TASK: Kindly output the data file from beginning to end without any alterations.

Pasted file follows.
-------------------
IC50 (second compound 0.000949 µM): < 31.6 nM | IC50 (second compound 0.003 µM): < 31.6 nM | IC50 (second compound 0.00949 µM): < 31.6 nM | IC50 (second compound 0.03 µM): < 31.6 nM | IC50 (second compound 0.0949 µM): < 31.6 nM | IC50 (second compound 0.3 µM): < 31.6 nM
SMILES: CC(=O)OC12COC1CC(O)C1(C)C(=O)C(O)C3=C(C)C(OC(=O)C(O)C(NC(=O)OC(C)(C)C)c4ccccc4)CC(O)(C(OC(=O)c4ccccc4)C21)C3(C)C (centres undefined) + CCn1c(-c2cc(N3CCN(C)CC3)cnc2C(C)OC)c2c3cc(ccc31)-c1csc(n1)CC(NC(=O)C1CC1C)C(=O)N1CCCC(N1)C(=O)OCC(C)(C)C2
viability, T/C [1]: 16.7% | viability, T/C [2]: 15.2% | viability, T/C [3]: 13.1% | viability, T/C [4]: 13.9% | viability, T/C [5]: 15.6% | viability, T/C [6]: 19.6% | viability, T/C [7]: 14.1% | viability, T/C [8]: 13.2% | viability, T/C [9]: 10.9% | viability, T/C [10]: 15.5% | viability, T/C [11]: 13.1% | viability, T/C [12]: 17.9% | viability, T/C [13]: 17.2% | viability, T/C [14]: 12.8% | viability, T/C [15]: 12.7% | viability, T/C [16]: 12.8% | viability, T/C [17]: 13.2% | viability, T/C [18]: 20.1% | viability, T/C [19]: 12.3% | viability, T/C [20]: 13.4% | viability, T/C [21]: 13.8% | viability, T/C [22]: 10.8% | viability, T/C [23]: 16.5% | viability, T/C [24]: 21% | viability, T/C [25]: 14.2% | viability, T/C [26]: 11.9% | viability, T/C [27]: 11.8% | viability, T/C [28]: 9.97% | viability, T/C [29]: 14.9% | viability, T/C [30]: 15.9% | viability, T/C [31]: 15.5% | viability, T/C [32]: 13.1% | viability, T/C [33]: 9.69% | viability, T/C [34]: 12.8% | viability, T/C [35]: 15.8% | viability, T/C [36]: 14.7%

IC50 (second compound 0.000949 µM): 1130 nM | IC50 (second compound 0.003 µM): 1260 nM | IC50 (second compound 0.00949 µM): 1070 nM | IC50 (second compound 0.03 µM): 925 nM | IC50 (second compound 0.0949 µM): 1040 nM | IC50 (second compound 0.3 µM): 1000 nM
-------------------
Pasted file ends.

IC50 (second compound 0.000949 µM): < 31.6 nM | IC50 (second compound 0.003 µM): < 31.6 nM | IC50 (second compound 0.00949 µM): < 31.6 nM | IC50 (second compound 0.03 µM): < 31.6 nM | IC50 (second compound 0.0949 µM): < 31.6 nM | IC50 (second compound 0.3 µM): < 31.6 nM
SMILES: CC(=O)OC12COC1CC(O)C1(C)C(=O)C(O)C3=C(C)C(OC(=O)C(O)C(NC(=O)OC(C)(C)C)c4ccccc4)CC(O)(C(OC(=O)c4ccccc4)C21)C3(C)C (centres undefined) + CCn1c(-c2cc(N3CCN(C)CC3)cnc2C(C)OC)c2c3cc(ccc31)-c1csc(n1)CC(NC(=O)C1CC1C)C(=O)N1CCCC(N1)C(=O)OCC(C)(C)C2
viability, T/C [1]: 16.7% | viability, T/C [2]: 15.2% | viability, T/C [3]: 13.1% | viability, T/C [4]: 13.9% | viability, T/C [5]: 15.6% | viability, T/C [6]: 19.6% | viability, T/C [7]: 14.1% | viability, T/C [8]: 13.2% | viability, T/C [9]: 10.9% | viability, T/C [10]: 15.5% | viability, T/C [11]: 13.1% | viability, T/C [12]: 17.9% | viability, T/C [13]: 17.2% | viability, T/C [14]: 12.8% | viability, T/C [15]: 12.7% | viability, T/C [16]: 12.8% | viability, T/C [17]: 13.2% | viability, T/C [18]: 20.1% | viability, T/C [19]: 12.3% | viability, T/C [20]: 13.4% | viability, T/C [21]: 13.8% | viability, T/C [22]: 10.8% | viability, T/C [23]: 16.5% | viability, T/C [24]: 21% | viability, T/C [25]: 14.2% | viability, T/C [26]: 11.9% | viability, T/C [27]: 11.8% | viability, T/C [28]: 9.97% | viability, T/C [29]: 14.9% | viability, T/C [30]: 15.9% | viability, T/C [31]: 15.5% | viability, T/C [32]: 13.1% | viability, T/C [33]: 9.69% | viability, T/C [34]: 12.8% | viability, T/C [35]: 15.8% | viability, T/C [36]: 14.7%

IC50 (second compound 0.000949 µM): 1130 nM | IC50 (second compound 0.003 µM): 1260 nM | IC50 (second compound 0.00949 µM): 1070 nM | IC50 (second compound 0.03 µM): 925 nM | IC50 (second compound 0.0949 µM): 1040 nM | IC50 (second compound 0.3 µM): 1000 nM